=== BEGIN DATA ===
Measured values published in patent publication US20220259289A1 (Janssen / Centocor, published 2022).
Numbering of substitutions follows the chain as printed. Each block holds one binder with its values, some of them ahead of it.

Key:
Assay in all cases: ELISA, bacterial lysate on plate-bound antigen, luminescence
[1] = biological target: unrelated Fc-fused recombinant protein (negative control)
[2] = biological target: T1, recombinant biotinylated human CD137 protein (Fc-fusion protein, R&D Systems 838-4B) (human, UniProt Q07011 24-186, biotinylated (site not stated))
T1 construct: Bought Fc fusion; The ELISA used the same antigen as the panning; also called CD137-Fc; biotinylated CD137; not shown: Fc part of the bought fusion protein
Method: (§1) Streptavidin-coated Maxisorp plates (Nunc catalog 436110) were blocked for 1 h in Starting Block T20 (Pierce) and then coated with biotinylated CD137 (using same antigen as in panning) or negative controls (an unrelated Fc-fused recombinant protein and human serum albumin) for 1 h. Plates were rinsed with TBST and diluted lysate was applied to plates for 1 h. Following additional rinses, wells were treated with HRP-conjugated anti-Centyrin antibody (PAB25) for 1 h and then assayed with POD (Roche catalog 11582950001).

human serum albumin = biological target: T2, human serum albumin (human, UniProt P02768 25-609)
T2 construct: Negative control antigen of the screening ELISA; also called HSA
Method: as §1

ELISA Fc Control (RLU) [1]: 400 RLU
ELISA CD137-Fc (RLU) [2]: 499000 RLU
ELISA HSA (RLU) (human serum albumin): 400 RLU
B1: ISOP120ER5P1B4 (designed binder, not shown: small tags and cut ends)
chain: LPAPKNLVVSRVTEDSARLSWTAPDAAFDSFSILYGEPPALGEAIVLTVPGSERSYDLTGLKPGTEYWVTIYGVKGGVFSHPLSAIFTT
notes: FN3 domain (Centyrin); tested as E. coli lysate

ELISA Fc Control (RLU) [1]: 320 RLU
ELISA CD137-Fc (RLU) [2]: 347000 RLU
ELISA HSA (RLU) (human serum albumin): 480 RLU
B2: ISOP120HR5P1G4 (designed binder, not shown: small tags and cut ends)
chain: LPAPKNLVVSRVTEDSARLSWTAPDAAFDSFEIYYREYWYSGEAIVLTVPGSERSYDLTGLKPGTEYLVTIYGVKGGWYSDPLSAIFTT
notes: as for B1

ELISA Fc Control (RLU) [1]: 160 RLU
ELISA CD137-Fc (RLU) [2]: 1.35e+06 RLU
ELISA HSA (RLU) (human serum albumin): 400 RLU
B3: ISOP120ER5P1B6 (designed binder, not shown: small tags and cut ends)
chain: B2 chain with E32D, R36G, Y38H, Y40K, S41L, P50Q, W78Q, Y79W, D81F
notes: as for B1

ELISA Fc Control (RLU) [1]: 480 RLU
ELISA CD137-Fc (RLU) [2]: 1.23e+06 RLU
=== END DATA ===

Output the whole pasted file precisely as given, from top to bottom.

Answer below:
Measured values published in patent publication US20220259289A1 (Janssen / Centocor, published 2022).
Numbering of substitutions follows the chain as printed. Each block holds one binder with its values, some of them ahead of it.

Key:
Assay in all cases: ELISA, bacterial lysate on plate-bound antigen, luminescence
[1] = biological target: unrelated Fc-fused recombinant protein (negative control)
[2] = biological target: T1, recombinant biotinylated human CD137 protein (Fc-fusion protein, R&D Systems 838-4B) (human, UniProt Q07011 24-186, biotinylated (site not stated))
T1 construct: Bought Fc fusion; The ELISA used the same antigen as the panning; also called CD137-Fc; biotinylated CD137; not shown: Fc part of the bought fusion protein
Method: (§1) Streptavidin-coated Maxisorp plates (Nunc catalog 436110) were blocked for 1 h in Starting Block T20 (Pierce) and then coated with biotinylated CD137 (using same antigen as in panning) or negative controls (an unrelated Fc-fused recombinant protein and human serum albumin) for 1 h. Plates were rinsed with TBST and diluted lysate was applied to plates for 1 h. Following additional rinses, wells were treated with HRP-conjugated anti-Centyrin antibody (PAB25) for 1 h and then assayed with POD (Roche catalog 11582950001).

human serum albumin = biological target: T2, human serum albumin (human, UniProt P02768 25-609)
T2 construct: Negative control antigen of the screening ELISA; also called HSA
Method: as §1

ELISA Fc Control (RLU) [1]: 400 RLU
ELISA CD137-Fc (RLU) [2]: 499000 RLU
ELISA HSA (RLU) (human serum albumin): 400 RLU
B1: ISOP120ER5P1B4 (designed binder, not shown: small tags and cut ends)
chain: LPAPKNLVVSRVTEDSARLSWTAPDAAFDSFSILYGEPPALGEAIVLTVPGSERSYDLTGLKPGTEYWVTIYGVKGGVFSHPLSAIFTT
notes: FN3 domain (Centyrin); tested as E. coli lysate

ELISA Fc Control (RLU) [1]: 320 RLU
ELISA CD137-Fc (RLU) [2]: 347000 RLU
ELISA HSA (RLU) (human serum albumin): 480 RLU
B2: ISOP120HR5P1G4 (designed binder, not shown: small tags and cut ends)
chain: LPAPKNLVVSRVTEDSARLSWTAPDAAFDSFEIYYREYWYSGEAIVLTVPGSERSYDLTGLKPGTEYLVTIYGVKGGWYSDPLSAIFTT
notes: as for B1

ELISA Fc Control (RLU) [1]: 160 RLU
ELISA CD137-Fc (RLU) [2]: 1.35e+06 RLU
ELISA HSA (RLU) (human serum albumin): 400 RLU
B3: ISOP120ER5P1B6 (designed binder, not shown: small tags and cut ends)
chain: B2 chain with E32D, R36G, Y38H, Y40K, S41L, P50Q, W78Q, Y79W, D81F
notes: as for B1

ELISA Fc Control (RLU) [1]: 480 RLU
ELISA CD137-Fc (RLU) [2]: 1.23e+06 RLU